Notes and Editorial Reviews
Concerto for Orchestra.
Cornelius Meister, cond; Vienna RSO
CPO 777784 (SACD: 65:27)
Cornelius Meister and the Vienna Radio Symphony Orchestra are going to find it hard to compete in Bartók’s very popular Concerto for Orchestra. Among the composer’s orchestral works, the concerto is the most often recorded, with approximately 100 versions currently listed. And among those, there are some classic
standouts—Reiner with the Chicago Symphony, for one, or Antal Doráti and the London Symphony Orchestra, for another. There are many other worthy contenders as well. For something more recent, I recommended a recording by Marin Alsop and the Baltimore Symphony Orchestra on Naxos in 36:2.
At the bottom of the popularity list is
, with possibly fewer currently available recordings than any of Bartók’s other orchestral works. Bartók was only 22 and filled with patriotic fervor in 1903 when he completed this symphonic poem, his first major orchestral score, composed as a tribute to the hero of the failed Hungarian Revolution of 1848–49, Lajos Kossuth. It is said that Bartók was heavily influenced as a student at the Budapest Royal Academy of Music by his encounter with the tone poems of Richard Strauss, and that
reflects that influence, as well as the influence of Liszt’s tone poems.
We tend to discount the early and formative works of many famous composers—Bruckner, Wagner, Mahler, and Strauss, to name a few—because the music isn’t immediately recognizable or representative of the composers these men would become. Such is the case with Bartók’s
, a 21-minute tone poem that could easily be taken for a work by Strauss. As a result, the piece appears to have only about a half-dozen recordings, with Amazon listing a few more than ArkivMusic does, though some of Amazon’s listings are only on vinyl or are performed in the composer’s original piano version.
I like Meister’s concerto for orchestra. His opening introduction, mysterious and atmospheric, is very well done. I can’t say the same, however, for the second movement (“Game of Pairs”); at 7:00 it feels cautious and tentative compared to Reiner’s 5:58. Even Alsop’s 6:39, not that much faster than Meister’s, is more teasing and playful. Tempo-wise, Meister’s third movement (“Elegia”), 7:21, is faster than Reiner’s, 7:59, but not far off Alsop’s, 7:30. Again, though, Reiner is best at capturing the shadowy, spectral character of Bartók’s “night music.” Meister makes a comeback in the concerto’s final two movements, leading an adroitly maladroit “Intermezzo interrotto,” with pertinently impertinent trombone glissandos, and a rousing finale.
Make no mistake; this is not a run-of-the-mill performance of the concerto, it’s a very fine one, even if the young Cornelius Meister—31 in 2011 when he made this recording—was not as seasoned as the 67-year-old Reiner when he made his iconic recording of the piece in 1955. But in addition to this being a much better than average performance, CPO’s surround-sound recording will bowl you over. The wide-angle spectrum of the soundstage and the dynamic range are enormously impressive.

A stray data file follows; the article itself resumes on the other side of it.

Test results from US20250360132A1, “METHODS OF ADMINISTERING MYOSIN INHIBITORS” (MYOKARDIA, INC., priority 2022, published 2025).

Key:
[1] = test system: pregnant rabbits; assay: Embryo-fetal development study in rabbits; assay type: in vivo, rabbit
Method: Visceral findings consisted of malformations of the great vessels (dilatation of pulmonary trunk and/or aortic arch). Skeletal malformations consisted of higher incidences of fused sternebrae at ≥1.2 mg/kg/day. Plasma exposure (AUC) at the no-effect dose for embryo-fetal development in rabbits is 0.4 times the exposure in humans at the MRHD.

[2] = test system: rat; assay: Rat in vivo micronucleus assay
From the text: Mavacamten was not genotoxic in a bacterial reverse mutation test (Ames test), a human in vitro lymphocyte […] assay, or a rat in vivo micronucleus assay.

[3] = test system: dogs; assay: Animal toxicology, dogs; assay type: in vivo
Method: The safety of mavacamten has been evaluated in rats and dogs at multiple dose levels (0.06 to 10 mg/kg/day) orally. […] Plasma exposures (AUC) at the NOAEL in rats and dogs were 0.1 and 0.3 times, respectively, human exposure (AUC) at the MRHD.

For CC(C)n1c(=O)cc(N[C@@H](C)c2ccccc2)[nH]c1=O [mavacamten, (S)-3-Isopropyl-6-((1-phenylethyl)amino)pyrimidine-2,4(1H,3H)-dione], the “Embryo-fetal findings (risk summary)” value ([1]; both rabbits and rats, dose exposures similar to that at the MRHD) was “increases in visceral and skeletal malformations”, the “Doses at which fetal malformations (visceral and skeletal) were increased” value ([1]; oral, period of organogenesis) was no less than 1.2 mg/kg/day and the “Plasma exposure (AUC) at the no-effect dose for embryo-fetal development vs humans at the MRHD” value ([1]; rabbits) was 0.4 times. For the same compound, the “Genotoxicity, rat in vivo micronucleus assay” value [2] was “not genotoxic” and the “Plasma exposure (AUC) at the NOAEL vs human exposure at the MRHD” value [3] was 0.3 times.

, given the limited number of choices, you’re not likely to do better than this performance, and for good measure, Meister and Vienna Radio Symphony round off their program with Bartók’s ever popular
. So far, Meister hasn’t recorded much, but he is definitely an up and coming conductor to watch. Recommended.
FANFARE: Jerry Dubins
Works on This Recording
Kossuth, Sz 21 by Béla Bartók
Vienna Radio Symphony Orchestra
Period: 20th Century
Written: 1903; Budapest, Hungary
Concerto for Orchestra, Sz 116 by Béla Bartók
Vienna Radio Symphony Orchestra
Period: 20th Century
Written: 1943; USA
Kossuth, BB 31: Kossuth -
Kossuth, BB 31: Mi bu nehezedik a lelkedre, edes ferjem? (Why are you so grieved, my dear husband?) -
Kossuth, BB 31: Veszelyben a haza (The fatherland is in danger!) -
Kossuth, BB 31: Hajdan jobb idoket eltunk (Formerly we had a better life...) -
Kossuth, BB 31: Majd rosszra fordult sorsunk... (Then our fate changed for the worse...) -
Kossuth, BB 31: Harcra fel! (Up and fight them!) -
Kossuth, BB 31: Jojjetek, jojjetek! Szep magyar vitezek, aranyos leventek! (Come, come! You splendid lads, You valiant Hungarian Warriors!) -
Kossuth, BB 31: Mindennek vege (All is over!) -
Kossuth, BB 31: Csondes minden, csondes (Everything is quiet, very quiet...)
Concerto for Orchestra, BB 123: I. Introduzione: Andante non troppo - Allegro vivace
Concerto for Orchestra, BB 123: II. Giuoco delle coppie: Allegretto scherzando
Concerto for Orchestra, BB 123: III. Elegia: Andante non troppo
Concerto for Orchestra, BB 123: IV. Intermezzo interrotto: Allegretto
Concerto for Orchestra, BB 123: V. Finale: Presto
Roman nepi tancok (Romanian Folk Dances), BB 76: No. 1. Jocul cu bata: Molto moderato
Roman nepi tancok (Romanian Folk Dances), BB 76: No. 2. Braul: Allegro
Roman nepi tancok (Romanian Folk Dances), BB 76: No. 3. Pe loc: Moderato
Roman nepi tancok (Romanian Folk Dances), BB 76: No. 4. Buciumeana: Andante
Roman nepi tancok (Romanian Folk Dances), BB 76: No. 5. Poarga romaneasca: Allegro
Roman nepi tancok (Romanian Folk Dances), BB 76: No. 6. Maruntel: L'istesso tempo -
Roman nepi tancok (Romanian Folk Dances), BB 76: No. 6. Maruntel: Allegro vivace
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